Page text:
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World & Current Events > Solar challenge race begins in Australia

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message 1: by Alex (last edited Oct 08, 2017 01:20PM) (new)

Alex (asato) Is this super-cool or what?
Solar-powered cars from more than 30 countries around the world have begun a biannual 3,000km (1,865-mile) race from Darwin to Adelaide, north to south across the centre of Australia. This year marks the 30th anniversary of the competition.



(http://www.bbc.com/news/world-austral...)



message 2: by Ian (new)

Ian Miller | 9719 comments Actually, I suspect it will be super hot. They won't be wasting energy on air conditioning, and central Australia is not noted for being chilly.


message 3: by Scout (new)

Scout (goodreadscomscout) | 5516 comments Temps look to be around 90 degrees during the day. Pretty hot! Why don't they do this when it's cooler? Something to do with the angle of the sun?


message 4: by Ian (new)

Ian Miller | 9719 comments Scout wrote: "Temps look to be around 90 degrees during the day. Pretty hot! Why don't they do this when it's cooler? Something to do with the angle of the sun?"

My guess is, the stronger the sun, the better for solar power. However, you could realise that this is relatively cool, near the equinox. Central Australia can become an oven around February.


message 5: by Scout (new)

Scout (goodreadscomscout) | 5516 comments Looking at these cars, you have to see that solar panels take up so much space. Any chance of creating smaller, more efficient panels?


message 6: by Ian (new)

Ian Miller | 9719 comments Scout wrote: "Looking at these cars, you have to see that solar panels take up so much space. Any chance of creating smaller, more efficient panels?"

Not really, the problem is the power from sunlight, which is about 1.3 kW per square meter at noon, and it drops off proportional to the sine of the angle. (A horsepower is about 3/4 of a kW). So you see, if you want a car with a hundred horsepower, you need an awfully of square meters.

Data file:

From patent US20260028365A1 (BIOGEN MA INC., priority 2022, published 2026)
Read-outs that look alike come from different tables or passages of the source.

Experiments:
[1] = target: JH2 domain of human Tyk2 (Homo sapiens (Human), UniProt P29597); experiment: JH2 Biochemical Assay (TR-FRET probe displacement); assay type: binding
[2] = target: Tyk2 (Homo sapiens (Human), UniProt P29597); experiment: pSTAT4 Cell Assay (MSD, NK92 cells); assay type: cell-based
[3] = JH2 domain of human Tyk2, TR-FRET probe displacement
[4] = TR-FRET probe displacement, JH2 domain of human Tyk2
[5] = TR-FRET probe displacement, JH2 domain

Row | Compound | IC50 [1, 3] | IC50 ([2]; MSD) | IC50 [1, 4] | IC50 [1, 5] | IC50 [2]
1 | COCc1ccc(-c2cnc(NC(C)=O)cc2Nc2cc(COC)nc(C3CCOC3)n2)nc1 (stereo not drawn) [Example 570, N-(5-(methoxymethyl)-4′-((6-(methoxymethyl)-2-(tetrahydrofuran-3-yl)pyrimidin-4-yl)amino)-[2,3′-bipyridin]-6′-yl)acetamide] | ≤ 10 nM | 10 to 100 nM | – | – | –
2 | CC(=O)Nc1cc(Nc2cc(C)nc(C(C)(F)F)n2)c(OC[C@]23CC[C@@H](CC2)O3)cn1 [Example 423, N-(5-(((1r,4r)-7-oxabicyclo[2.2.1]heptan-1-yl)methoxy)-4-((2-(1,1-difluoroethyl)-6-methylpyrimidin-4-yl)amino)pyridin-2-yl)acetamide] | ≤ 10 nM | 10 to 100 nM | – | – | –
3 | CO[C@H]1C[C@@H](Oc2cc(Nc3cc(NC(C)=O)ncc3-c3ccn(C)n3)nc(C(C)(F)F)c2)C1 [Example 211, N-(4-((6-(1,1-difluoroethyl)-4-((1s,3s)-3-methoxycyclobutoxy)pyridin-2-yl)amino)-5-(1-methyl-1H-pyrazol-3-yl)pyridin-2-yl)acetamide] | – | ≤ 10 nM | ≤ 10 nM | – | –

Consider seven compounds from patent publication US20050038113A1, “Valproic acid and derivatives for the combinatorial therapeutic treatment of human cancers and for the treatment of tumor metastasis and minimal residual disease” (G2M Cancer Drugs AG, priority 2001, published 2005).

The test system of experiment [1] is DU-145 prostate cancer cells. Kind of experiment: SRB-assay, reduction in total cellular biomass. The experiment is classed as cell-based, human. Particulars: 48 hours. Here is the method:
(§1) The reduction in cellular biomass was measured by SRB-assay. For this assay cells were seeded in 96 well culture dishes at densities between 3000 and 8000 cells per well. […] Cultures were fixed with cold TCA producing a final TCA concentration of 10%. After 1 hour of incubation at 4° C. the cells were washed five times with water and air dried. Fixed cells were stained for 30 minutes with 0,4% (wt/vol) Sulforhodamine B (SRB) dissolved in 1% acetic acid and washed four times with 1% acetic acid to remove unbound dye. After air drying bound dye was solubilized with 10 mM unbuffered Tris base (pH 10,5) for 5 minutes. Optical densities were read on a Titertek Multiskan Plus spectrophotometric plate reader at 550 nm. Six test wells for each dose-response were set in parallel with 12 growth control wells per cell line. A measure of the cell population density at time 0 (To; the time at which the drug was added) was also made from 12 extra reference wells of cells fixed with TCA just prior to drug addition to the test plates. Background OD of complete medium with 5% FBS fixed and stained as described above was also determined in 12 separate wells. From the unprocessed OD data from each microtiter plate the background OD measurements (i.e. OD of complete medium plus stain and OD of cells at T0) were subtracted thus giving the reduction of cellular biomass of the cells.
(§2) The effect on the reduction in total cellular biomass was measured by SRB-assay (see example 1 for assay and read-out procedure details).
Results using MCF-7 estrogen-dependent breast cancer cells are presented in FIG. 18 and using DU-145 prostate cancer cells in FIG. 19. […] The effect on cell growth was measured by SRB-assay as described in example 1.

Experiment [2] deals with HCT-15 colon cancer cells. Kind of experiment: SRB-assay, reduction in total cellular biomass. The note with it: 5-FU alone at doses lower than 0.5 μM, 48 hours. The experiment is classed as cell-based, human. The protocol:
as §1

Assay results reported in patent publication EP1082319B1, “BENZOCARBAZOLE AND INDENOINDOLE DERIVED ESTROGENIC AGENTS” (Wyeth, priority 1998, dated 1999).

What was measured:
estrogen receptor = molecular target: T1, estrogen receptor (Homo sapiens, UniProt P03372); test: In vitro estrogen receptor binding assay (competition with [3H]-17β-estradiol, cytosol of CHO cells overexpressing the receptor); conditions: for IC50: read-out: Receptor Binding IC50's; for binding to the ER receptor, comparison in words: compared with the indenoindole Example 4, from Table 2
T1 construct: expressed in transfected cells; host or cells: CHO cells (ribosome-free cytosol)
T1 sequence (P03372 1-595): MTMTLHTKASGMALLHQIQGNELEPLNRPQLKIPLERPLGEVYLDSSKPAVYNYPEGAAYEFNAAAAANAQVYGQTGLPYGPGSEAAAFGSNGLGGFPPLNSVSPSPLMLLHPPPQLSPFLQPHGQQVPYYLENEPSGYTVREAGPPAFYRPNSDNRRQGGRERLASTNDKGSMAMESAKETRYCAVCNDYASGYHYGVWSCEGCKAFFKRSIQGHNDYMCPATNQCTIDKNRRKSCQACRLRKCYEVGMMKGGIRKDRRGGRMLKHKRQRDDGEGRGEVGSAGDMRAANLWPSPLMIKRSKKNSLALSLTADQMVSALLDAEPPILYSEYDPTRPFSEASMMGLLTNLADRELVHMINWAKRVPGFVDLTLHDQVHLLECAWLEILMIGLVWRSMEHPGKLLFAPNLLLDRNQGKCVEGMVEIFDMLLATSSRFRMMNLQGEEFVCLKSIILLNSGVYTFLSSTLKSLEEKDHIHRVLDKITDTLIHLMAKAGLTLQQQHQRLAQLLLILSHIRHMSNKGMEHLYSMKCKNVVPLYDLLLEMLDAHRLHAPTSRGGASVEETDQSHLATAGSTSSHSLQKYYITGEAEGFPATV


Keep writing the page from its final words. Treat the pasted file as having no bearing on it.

message 7: by Scout (new)

Scout (goodreadscomscout) | 5516 comments So, no way in the future to somehow amplify sun power? There must be a more efficient way than these big panels. Maybe use something like magnifying glasses that concentrate the rays.


message 8: by Ian (new)

Ian Miller | 9719 comments Yes, but not for a car. In my novel, "Red Gold", I suggested warming Martian settlers' domes for growing plants by having giant mirrors in space that focused the sun's light on a limited area to warm it up (Mars has average temperatures of about 80 degrees below Centigrade), but for a car, having a lens stuck above it as big as a football field would be a bit difficult for driving (and for parking). The best way to use solar power would be to charge up batteries at home, say, and just drive an electric car.


message 9: by Leonie (new)

Leonie (leonierogers) | 1579 comments Scout wrote: "Temps look to be around 90 degrees during the day. Pretty hot! Why don't they do this when it's cooler? Something to do with the angle of the sun?"

It's actually only Spring here :-) Darwin is pretty warm most of the year, being in the tropics, while Alice Springs in the middle will be warm during the day, (and very dry), while cool at night. Adelaide will be variable at this time of year.

And of course it's 3000km from Darwin to Adelaide, and the climate zones are very different, so it's a bit of a compromise - it'd be too cloudy in winter, and too hot in summer.


message 10: by Scout (new)

Scout (goodreadscomscout) | 5516 comments Thanks, Leonie. That makes sense.

Ian, the magnifying glass idea was off-the-cuff from a person with no scientific background. You gave me a laugh with "having a lens stuck above it as big as a football field would be a bit difficult for driving (and for parking)."


message 11: by Belle (new)

Belle Blackburn | 16 comments My son did two solar races here in the US. Those cars were cool and looked like spaceships. The driver would have to lie flat with their head propped up to drive.


message 12: by Alex (new)

Alex (asato) Belle wrote: "My son did two solar races here in the US. Those cars were cool and looked like spaceships. The driver would have to lie flat with their head propped up to drive."

@_@ where were those races? Did his team build their car too?


message 13: by Ian (new)

Ian Miller | 9719 comments Lying flat while driving is another reason why this sort of vehicle is not going to be anything more than a stunt.


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